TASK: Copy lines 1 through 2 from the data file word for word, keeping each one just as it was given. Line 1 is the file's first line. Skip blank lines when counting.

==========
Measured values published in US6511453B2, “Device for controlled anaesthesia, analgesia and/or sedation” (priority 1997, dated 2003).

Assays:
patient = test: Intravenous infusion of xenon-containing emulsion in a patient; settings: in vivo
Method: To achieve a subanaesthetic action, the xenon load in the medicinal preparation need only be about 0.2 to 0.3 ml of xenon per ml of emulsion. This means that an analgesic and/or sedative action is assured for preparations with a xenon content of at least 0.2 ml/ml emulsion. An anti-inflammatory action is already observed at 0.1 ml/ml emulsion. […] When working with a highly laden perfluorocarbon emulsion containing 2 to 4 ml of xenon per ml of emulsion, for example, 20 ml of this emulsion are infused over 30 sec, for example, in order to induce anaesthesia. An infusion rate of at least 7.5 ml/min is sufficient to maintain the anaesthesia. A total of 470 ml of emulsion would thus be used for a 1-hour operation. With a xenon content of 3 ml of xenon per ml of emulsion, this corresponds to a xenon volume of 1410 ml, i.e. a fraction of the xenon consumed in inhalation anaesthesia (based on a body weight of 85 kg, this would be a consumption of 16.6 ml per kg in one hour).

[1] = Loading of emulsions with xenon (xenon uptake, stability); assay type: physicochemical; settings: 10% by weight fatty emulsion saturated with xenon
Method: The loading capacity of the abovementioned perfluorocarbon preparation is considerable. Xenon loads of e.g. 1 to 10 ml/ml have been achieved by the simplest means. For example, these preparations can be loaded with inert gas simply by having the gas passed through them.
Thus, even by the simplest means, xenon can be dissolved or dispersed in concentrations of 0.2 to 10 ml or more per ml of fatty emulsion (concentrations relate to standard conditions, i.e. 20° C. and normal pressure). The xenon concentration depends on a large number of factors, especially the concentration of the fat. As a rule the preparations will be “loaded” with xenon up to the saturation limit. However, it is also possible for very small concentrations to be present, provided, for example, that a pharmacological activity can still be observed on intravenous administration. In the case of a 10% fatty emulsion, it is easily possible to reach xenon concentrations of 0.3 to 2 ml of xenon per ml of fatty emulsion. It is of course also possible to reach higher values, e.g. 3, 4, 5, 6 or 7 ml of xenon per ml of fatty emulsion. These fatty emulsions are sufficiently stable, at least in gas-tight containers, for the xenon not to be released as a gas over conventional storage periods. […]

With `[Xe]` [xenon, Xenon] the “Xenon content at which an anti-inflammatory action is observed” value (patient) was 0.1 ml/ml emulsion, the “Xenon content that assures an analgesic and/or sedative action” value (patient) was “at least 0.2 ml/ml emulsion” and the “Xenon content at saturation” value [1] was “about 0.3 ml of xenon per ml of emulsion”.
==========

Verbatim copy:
Measured values published in US6511453B2, “Device for controlled anaesthesia, analgesia and/or sedation” (priority 1997, dated 2003).

Assays: